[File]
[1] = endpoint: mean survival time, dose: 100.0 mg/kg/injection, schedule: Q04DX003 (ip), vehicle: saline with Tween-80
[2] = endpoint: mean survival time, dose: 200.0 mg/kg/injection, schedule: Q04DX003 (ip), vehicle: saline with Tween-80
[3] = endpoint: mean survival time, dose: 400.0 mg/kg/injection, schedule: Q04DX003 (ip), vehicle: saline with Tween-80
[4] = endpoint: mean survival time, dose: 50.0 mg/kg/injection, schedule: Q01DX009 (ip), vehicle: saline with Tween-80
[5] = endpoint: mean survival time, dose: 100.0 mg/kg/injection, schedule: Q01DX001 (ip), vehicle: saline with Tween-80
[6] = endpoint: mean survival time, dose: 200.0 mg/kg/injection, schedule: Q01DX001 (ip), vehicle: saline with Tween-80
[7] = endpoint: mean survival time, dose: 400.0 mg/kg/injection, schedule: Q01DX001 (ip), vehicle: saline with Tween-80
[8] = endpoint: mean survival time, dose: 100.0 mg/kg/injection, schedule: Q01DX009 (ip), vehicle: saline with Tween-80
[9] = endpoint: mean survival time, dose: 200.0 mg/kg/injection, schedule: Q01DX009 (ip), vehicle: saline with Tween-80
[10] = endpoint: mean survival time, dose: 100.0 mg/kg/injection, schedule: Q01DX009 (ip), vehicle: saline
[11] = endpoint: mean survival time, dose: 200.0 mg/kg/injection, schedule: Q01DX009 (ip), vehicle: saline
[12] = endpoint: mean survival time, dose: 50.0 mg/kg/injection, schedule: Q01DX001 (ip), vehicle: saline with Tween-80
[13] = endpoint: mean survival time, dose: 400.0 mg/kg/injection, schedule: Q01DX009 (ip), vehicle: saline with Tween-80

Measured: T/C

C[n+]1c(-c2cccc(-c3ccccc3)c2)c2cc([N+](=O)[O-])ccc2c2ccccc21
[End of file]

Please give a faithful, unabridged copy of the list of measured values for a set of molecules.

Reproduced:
[1] = endpoint: mean survival time, dose: 100.0 mg/kg/injection, schedule: Q04DX003 (ip), vehicle: saline with Tween-80
[2] = endpoint: mean survival time, dose: 200.0 mg/kg/injection, schedule: Q04DX003 (ip), vehicle: saline with Tween-80
[3] = endpoint: mean survival time, dose: 400.0 mg/kg/injection, schedule: Q04DX003 (ip), vehicle: saline with Tween-80
[4] = endpoint: mean survival time, dose: 50.0 mg/kg/injection, schedule: Q01DX009 (ip), vehicle: saline with Tween-80
[5] = endpoint: mean survival time, dose: 100.0 mg/kg/injection, schedule: Q01DX001 (ip), vehicle: saline with Tween-80
[6] = endpoint: mean survival time, dose: 200.0 mg/kg/injection, schedule: Q01DX001 (ip), vehicle: saline with Tween-80
[7] = endpoint: mean survival time, dose: 400.0 mg/kg/injection, schedule: Q01DX001 (ip), vehicle: saline with Tween-80
[8] = endpoint: mean survival time, dose: 100.0 mg/kg/injection, schedule: Q01DX009 (ip), vehicle: saline with Tween-80
[9] = endpoint: mean survival time, dose: 200.0 mg/kg/injection, schedule: Q01DX009 (ip), vehicle: saline with Tween-80
[10] = endpoint: mean survival time, dose: 100.0 mg/kg/injection, schedule: Q01DX009 (ip), vehicle: saline
[11] = endpoint: mean survival time, dose: 200.0 mg/kg/injection, schedule: Q01DX009 (ip), vehicle: saline
[12] = endpoint: mean survival time, dose: 50.0 mg/kg/injection, schedule: Q01DX001 (ip), vehicle: saline with Tween-80
[13] = endpoint: mean survival time, dose: 400.0 mg/kg/injection, schedule: Q01DX009 (ip), vehicle: saline with Tween-80

Measured: T/C

C[n+]1c(-c2cccc(-c3ccccc3)c2)c2cc([N+](=O)[O-])ccc2c2ccccc21